The Chronicles of Narnia: The Voyage of the Dawn Treader 3D
Directed by: Michael Apted
Cast: Georgie Henley, Skandar Keynes, Ben Barnes, Will Poulter
Running Time: 1 hr 55 mins
Release Date: December 10, 2010
PLOT: Lucy (Henley) and Edmund Pevensie (Keynes) are back in Narnia with their annoying cousin Eustace (Poulter). With the help of Prince Caspian (Barnes) they must take a trip on a ship to collect seven special swords and stop an evil green mist.
WHO’S IT FOR? Kids who can’t get enough fantasy stories and it would also help if they adore the books these films are based on by C.S. Lewis.
EXPECTATIONS: I like being taken to magical lands every once in a while. Plus, the last film (Prince Caspian) was a slight improvement on the original. Disney quit and in its place 20th Century Fox as taken over to keep the franchise going.
Georgie Henley as Lucy Pevensie: They had a chance with Lucy, but didn’t quite pull it off. The idea that a little girl doesn’t feel pretty and worships they way her older sister looks is a great concept. When she has a chance to look like her older sister Susan (who’s barely in this film) it turns into a bad episode of “It’s a Wonderful Life.” And you know how Lucy shows she’s learned her lesson? She tells another girl to like herself. Problem solved! Cue the happy ending!
Skandar Keynes as Edmund Pevensie: It seems he has absolutely nothing new to do. The White Witch (Tilda Swinton) is back to tempt him, but it feels very “been there, done that.” I’m tried of Edmund having little brother issues. The film just doesn’t bring these to light in an enjoyable matter.
Ben Barnes as Caspian: It seems he has absolutely nothing new to do. Caspian is looking for his father … a little bit. He’s also leading hundreds? Thousands? Millions? But for some reason, he’s doing it from a very tiny ship. Also, what’s the deal with having a play sword fight with Edmund with real swords and actually going for the head? Doesn’t anyone see a problem with that? Caspian suffers from the same issues that Captain Kirk does, in other words, whenever there is something to check out, he tells his whole crew to stay behind and he investigates.
Will Poulter as Eustace Scrubb: Poutler was pretty good in a flick called The Son of Rambow from a couple years back. OK, now that I am done with the compliments … I know why movies do this type of character, I just think most do a poor job. Eustace is over-the-top annoying. Think about the baddest Broadway kid actor and add three. To do this right, the characters we like in this film have to be annoyed and constantly wanting to get away from him. Instead, he keeps tagging along. Plus, do we need another kid to be confused that Narnia exists? Eustace sounds like useless. That’s what I thought of this character even after his magical transformation.
TALKING: Sure, they attempt to explain the point of this adventure, but they do a poor job. Seven swords, thinking positive, the evil green mist … it never adds up. As we go along, I kept saying, “Oh, I guess this is now the point.” But I never really care.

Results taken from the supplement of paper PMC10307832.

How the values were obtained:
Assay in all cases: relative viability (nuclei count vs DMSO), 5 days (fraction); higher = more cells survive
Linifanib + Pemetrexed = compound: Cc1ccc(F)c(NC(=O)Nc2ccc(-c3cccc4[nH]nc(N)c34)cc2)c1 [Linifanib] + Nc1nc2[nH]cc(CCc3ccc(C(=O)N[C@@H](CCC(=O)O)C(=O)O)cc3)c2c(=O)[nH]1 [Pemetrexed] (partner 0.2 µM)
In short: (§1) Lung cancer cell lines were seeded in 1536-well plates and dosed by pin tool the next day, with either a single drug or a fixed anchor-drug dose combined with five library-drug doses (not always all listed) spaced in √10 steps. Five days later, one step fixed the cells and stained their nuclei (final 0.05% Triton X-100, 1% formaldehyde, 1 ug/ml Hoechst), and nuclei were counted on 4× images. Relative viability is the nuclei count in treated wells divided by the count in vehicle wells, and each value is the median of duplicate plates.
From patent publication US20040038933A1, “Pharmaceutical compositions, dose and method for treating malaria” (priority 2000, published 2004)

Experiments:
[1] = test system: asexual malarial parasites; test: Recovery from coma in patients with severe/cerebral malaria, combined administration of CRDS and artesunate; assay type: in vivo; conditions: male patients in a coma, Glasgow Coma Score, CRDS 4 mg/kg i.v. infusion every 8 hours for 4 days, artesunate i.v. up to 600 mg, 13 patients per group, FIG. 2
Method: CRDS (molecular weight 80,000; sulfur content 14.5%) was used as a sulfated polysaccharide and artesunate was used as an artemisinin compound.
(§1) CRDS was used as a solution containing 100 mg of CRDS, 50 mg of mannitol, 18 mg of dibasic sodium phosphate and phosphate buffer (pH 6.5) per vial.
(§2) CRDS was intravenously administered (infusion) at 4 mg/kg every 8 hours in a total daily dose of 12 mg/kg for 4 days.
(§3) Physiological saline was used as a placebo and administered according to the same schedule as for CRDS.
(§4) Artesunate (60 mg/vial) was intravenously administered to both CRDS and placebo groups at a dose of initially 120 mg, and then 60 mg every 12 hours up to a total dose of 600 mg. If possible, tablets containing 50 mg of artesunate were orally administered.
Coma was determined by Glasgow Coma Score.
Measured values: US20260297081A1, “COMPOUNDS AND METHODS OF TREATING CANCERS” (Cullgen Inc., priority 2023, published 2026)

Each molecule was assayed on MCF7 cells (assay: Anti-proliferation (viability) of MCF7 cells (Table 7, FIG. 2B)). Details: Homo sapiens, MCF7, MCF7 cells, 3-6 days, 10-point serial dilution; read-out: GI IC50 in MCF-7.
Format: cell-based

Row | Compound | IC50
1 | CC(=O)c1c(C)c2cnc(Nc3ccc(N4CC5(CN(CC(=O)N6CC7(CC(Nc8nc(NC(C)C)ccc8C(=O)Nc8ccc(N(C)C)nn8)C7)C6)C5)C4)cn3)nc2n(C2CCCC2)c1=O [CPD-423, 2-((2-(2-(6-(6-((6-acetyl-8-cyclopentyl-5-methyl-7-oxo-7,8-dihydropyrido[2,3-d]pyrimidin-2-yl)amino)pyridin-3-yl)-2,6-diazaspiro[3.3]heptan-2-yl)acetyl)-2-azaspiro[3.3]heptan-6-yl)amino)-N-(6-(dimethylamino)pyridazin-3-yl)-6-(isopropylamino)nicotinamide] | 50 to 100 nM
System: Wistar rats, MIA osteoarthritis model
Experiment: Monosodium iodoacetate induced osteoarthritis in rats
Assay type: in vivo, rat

SIGHTS: The 3D isn’t distracting like The Last Airbender, but it also doesn’t serve much of a purpose, so don’t shell out the extra money. Everything else looks good, including Reepicheep. This brave little mouse, especially when his fur is blowing in the wind, looks fantastic and ends up stealing most scenes.
SOUNDS: It’s just fine. I didn’t find myself being swept up in any moment due to the music. But at the same point there wasn’t anything annoying about it. It was completely status-quo.
BEST SCENE: By leaps and bounds the best part was when Lucy was kidnapped by invisible creatures. There’s comedy there that brought to mind moments from Jim Henson and the Muppets.
ENDING: Once everyone turns out to be OK, we have to say goodbye in a number of ways to these characters. Look, I can handle it. If you’re talking about heaven, god, whatever, just say it.
QUESTIONS: Too many tiny questions for a film that ultimately just doesn’t have enough of an impact to analyze each one.
REWATCHABILITY: Nope. Of all three of them, I’d take the middle film. From what I’ve heard, The Silver Chair is the next in the series to make it to the big screen.
At one point, with the evil green mist closing in, everyone must clear their minds or their worst fears will come true. Edmund shouts, “Oh no, it’s too late!” And for a second every adult in the theater had only one thing on their minds … here comes the Stay Puft Marshmallow Man. It’s impossible not to, but then again, it really does make you realize Chronicles ain’t for adults. This one is for the kids.
It’s over-explained, but still the plot feels illogical. I mean, they’re in Narnia. How can Edmund possibly doubt that there could be sea creatures? And if seven swords at a specific table will save the day, why didn’t that happen from the get go? And don’t tell me that’s just a fantasy flick. Lord of the Rings explains why a certain ring must be destroyed at a certain place. Case closed. Here, the green mist wants sacrifices, but doesn’t do anything with them, and then really just wants to mess with people’s minds. The green mist is more of a hallucinogen than evil.
The Chronicles of Narnia: The Voyage of the Dawn Treader doesn’t feel like it’s adapted from a classic children’s novel. It’s just going through the motions … insert sword fight, insert dragon, insert quest, insert super annoying kid (a kid that feels like Oliver from “The Brady Bunch”). This Chronicles feels much more like a spin-off with only half the main cast present instead of an epic fantasy tale.
FINAL SCORE: 4/10